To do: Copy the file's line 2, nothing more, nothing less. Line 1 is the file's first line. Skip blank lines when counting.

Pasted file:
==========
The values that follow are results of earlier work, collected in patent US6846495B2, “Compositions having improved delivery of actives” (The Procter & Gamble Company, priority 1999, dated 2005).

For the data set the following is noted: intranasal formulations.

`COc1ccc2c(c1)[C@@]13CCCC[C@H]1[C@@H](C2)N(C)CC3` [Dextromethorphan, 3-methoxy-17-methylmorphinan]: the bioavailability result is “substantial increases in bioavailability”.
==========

For the data set the following is noted: intranasal formulations.